Mathew Perry was 54 when he died. It happened only a few days ago and at the time of writing this article, it’s not clear exactly what happened.
We know that he drowned in a hot tub or a Jacuzzi after coming home from a two-hour game of pickleball. What we don’t know is if it was a stroke, a cardiac arrest, or some other acute medical issue that led to the drowning.
Matthew Perry was, by all accounts, an incredibly kind, thoughtful, and caring person. He was highly intelligent and extremely talented. He was also someone who had struggled for many years with substance abuse.
Medication for pain became his “substance of choice”
He had been to rehab numerous times over the years seeking treatment for his issues with alcohol and drugs. He had significant problems with opioid addiction — an enormously difficult substance to quit.
His problems began after he was given Vicodin (acetaminophen and hydrocodone) after a jet ski accident in 1997.
He attended rehab that year but after he developed pancreatitis in 2000, he was given Dilaudid (hydromorphone) and that became his “new favourite drug,” as he recalled in his 2022 memoir, Friends, Lovers, and the Big Terrible Thing.
He had serious health problems over the years and he came close to death several times but still, he managed to survive. Finally, he attained sobriety in 2021. He wrote a best-selling memoir. His life was getting back on track. And then, suddenly, he was gone.
Why did he turn to addiction?
It’s impossible to know what makes one person become addicted to opioids after being given the medication for pain when another person can just walk away when the prescription runs out.
It’s impossible to know why one addict is eventually able to achieve sobriety and another one fails. Addiction is a complex condition with so many moving parts.
There is the underlying personality structure; the childhood environment; the presence — if any — of early-life trauma; the stressors of adult life; the individual’s coping mechanisms, and the presence — or lack of — professional and social support. All of these factors play a role in an addict’s recovery.
I have no idea why Matthew Perry was susceptible to substance abuse. The stress of being a celebrity is enormous and many people in the public eye end up with this problem. But why him and not his co-stars? We’ll never know.
I’m sad that he spent so many years struggling with addiction and ill health. I wish that he’d had more time to just enjoy his life. I’m so sorry that he had to die alone.
A good person to the end
It’s especially sad because he was such a good person. He opened up his Malibu home in 2015 as a sober living facility. For the past several years, he let everyone around him know that he was there to help if they wanted to get sober.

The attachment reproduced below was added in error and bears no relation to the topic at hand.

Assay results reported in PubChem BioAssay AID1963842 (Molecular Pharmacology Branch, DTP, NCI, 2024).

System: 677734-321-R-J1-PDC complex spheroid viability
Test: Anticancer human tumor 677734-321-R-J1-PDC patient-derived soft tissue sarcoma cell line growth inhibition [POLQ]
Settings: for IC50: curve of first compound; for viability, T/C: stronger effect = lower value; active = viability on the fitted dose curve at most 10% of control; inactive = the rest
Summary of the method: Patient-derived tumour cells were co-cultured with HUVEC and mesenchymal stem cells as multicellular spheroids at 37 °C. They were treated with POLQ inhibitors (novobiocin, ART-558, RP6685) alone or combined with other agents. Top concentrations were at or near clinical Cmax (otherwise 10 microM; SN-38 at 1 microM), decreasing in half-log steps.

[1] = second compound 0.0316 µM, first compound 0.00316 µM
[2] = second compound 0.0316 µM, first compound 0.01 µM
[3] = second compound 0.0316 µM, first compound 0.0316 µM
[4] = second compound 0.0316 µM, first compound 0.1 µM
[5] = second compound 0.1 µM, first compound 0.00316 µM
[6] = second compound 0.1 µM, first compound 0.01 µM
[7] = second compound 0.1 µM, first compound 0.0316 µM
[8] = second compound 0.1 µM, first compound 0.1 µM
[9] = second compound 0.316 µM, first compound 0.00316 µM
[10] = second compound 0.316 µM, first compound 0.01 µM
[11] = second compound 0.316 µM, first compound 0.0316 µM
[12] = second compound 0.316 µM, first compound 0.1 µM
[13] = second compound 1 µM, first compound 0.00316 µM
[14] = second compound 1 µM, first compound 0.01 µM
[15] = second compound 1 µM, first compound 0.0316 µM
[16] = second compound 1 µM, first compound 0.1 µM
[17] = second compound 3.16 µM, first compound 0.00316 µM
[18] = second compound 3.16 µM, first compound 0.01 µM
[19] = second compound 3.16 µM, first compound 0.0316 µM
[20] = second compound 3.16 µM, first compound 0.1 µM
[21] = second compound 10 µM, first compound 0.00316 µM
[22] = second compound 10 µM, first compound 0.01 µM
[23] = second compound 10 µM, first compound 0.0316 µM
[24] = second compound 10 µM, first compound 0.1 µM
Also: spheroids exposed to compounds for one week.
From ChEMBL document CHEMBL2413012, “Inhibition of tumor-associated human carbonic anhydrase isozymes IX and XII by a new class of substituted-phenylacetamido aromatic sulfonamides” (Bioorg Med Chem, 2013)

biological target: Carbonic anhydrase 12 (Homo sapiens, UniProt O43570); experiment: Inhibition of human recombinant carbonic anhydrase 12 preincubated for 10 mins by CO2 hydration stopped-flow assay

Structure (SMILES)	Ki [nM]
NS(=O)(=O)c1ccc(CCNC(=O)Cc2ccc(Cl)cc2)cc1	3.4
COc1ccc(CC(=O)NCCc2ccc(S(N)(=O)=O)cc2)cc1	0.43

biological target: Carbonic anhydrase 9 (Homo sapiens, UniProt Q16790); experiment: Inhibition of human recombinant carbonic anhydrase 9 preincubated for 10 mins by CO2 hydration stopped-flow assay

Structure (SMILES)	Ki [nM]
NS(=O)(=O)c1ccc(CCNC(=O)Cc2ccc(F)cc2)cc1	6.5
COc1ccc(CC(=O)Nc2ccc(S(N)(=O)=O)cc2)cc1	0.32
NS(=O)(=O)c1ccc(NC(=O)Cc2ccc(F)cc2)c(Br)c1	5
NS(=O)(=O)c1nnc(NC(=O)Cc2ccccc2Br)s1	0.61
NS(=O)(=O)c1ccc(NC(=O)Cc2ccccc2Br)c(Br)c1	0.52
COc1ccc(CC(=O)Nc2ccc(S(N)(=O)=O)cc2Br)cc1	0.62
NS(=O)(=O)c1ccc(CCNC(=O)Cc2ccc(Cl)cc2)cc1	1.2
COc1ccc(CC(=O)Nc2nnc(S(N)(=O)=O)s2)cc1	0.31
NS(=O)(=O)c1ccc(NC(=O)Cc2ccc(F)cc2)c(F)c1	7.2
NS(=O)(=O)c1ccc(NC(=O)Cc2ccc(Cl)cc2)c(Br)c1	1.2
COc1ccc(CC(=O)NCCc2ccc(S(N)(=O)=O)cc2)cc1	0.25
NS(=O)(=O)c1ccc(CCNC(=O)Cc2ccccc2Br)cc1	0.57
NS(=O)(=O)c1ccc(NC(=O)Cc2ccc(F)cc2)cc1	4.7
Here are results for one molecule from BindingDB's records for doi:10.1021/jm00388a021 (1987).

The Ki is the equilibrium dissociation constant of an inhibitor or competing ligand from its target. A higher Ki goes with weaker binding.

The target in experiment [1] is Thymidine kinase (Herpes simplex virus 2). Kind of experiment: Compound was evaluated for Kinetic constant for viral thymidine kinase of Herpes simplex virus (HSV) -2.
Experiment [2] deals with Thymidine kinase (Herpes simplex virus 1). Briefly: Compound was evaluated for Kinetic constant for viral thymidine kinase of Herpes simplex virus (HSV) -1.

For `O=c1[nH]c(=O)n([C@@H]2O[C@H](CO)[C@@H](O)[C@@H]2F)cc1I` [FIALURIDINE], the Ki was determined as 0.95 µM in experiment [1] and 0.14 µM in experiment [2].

He said that when he dies, he wants to be remembered for helping people stop drinking, more than he wants to be remembered for his appearance on Friends. He showed up for everyone else but he was unable, ultimately, to save himself.
Opioid addiction is a huge problem these days. Young people are being given doses of Dilaudid at parties, not having a clue about what they’re getting into. Fentanyl, a highly addictive opioid, is being mixed with all sorts of other drugs, and people don’t even realize when they’re taking it. The death rate from overdose is climbing year by year. It’s a true public health crisis — one that Matthew Perry tried his best to mitigate.
It’s tragic that this smart, talented, and generous person spent so much of his precious life fighting his demons. It’s even more tragic that when he had finally slayed them, his beaten-up body ended up giving out.
I wish his friends and family only good things from now on. I hope that some day, they find peace. I can’t imagine what they’re going through, right now.
If nothing else, I hope we can learn from Matthew about how no amount of wealth, fame, intelligence or good looks can compensate for the suffering created by alcohol and drug addiction.
I hope that we use his passing as a reminder of how short life is and how much we need to take care of ourselves and each-other.
Rest in peace, Matthew. This truly is the one in which our hearts are broken.
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